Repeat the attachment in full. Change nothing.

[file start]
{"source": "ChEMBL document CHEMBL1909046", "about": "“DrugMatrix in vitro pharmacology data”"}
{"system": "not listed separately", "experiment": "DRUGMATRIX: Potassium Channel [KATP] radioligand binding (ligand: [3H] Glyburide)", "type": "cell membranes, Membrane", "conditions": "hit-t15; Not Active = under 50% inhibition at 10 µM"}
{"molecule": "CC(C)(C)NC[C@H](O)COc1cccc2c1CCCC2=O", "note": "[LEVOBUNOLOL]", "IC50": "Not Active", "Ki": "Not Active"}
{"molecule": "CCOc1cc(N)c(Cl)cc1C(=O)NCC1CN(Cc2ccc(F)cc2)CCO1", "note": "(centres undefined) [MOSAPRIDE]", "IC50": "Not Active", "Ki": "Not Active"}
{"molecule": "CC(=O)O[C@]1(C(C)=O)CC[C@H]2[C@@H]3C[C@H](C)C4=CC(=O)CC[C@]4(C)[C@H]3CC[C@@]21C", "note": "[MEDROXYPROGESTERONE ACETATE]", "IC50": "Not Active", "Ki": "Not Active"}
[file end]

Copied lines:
{"source": "ChEMBL document CHEMBL1909046", "about": "“DrugMatrix in vitro pharmacology data”"}
{"system": "not listed separately", "experiment": "DRUGMATRIX: Potassium Channel [KATP] radioligand binding (ligand: [3H] Glyburide)", "type": "cell membranes, Membrane", "conditions": "hit-t15; Not Active = under 50% inhibition at 10 µM"}
{"molecule": "CC(C)(C)NC[C@H](O)COc1cccc2c1CCCC2=O", "note": "[LEVOBUNOLOL]", "IC50": "Not Active", "Ki": "Not Active"}
{"molecule": "CCOc1cc(N)c(Cl)cc1C(=O)NCC1CN(Cc2ccc(F)cc2)CCO1", "note": "(centres undefined) [MOSAPRIDE]", "IC50": "Not Active", "Ki": "Not Active"}
{"molecule": "CC(=O)O[C@]1(C(C)=O)CC[C@H]2[C@@H]3C[C@H](C)C4=CC(=O)CC[C@]4(C)[C@H]3CC[C@@]21C", "note": "[MEDROXYPROGESTERONE ACETATE]", "IC50": "Not Active", "Ki": "Not Active"}